Beyond the White Boned Demon

September 5, 2001

Anchee Min, Becoming Madame Mao, Sydney: Allen and Unwin, 2001

Reviewed by Neralie Hoadley

Becoming_Madame_MaoAmbitious both in its undertaking and its realisation, Becoming Madame Mao is a historical novel about the life of Mao Tse-tung’s last wife. By following Jiang Ching from her birth in 1919 to death in 1991, Min gives the reader a grand sweep through twentieth century Chinese history.  She also attempts to explain the apparently inexplicable: Jiang Ching’s role in the tragedy of the Cultural Revolution. This is a fearsome task but Min is not afraid.

In this book, Min is embarking on new territory as a writer. Min’s remarkable autobiography Red Azalea and her earlier novel Katherine both touch on the Cultural Revolution. They give powerful and disturbing insights into the experience of such social upheaval, but neither tries to make any sense of the events. In fact, in these two books Min is content to let the senselessness of her subject matter speak for itself. She resorts very little to editorialising. In Becoming Madame Mao, however, Min is forced to hypothesise about the motivation of one of the key players in the cataclysm, and thus explain, to some extent, why it erupted. In doing this she never resorts to glib labels of the ‘psychopath’ or ‘megalomaniac’. Rather, she creates a convincing portrait of a strong woman – who considers herself a worthy partner in her husband’s great endeavour – warped by years of frustration and exclusion.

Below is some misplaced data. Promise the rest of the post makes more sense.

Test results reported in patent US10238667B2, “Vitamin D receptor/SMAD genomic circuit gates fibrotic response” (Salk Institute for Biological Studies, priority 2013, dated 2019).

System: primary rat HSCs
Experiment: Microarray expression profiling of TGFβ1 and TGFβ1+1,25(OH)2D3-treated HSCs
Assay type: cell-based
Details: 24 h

Min does not accept the strangely bifocal vision that has allowed people, both in China and the West, to regard Mao as a creative giant with minor faults while his wife and partner is perceived as an irredeemably destructive upstart. Min depicts the remorseless cruelty of Jiang Ching’s role in the Cultural Revolution as an outgrowth of devotion to her husband and his policies. This understanding is grounded in Min’s belief that the marriage between Mao and Jiang Ching was a love match on both sides. Certainly, Min allows that there were elements of opportunism present both for Mao and for the young actress, Jiang Ching, at the time of their first meeting in 1938. Mao was taking advantage of the absence of his wife – the revolutionary heroine, Zi-zhen, who he had despatched to the Soviet Union – to capitalise on the attentions of a pretty devotee. Jiang Ching, for her part, engineered an introduction to Mao clearly with an eye to where it might lead for her own benefit. Nevertheless, Min paints the development of their relationship as one of love, with a passionate physical connection. This is the lynchpin on which she hangs her understanding of the obsessive behaviour and disregard for common sense that characterised Jiang Ching’s later life. Min convincingly depicts Jiang Ching’s violent extremism as the twisted progeny of a grand passion. In grand passions, obsessions are manifest. They rarely allow room for common sense.  It is trite to observe that people find their lives taking strange, sometimes quite crazy, turnings because of the passionate attachments they form, particularly sexual attachments. However, the power ordinary people have to spread their craziness around extends only to those in their own family or immediate vicinity. The power of Mao and Jiang Ching, by contrast, was unspeakably huge.

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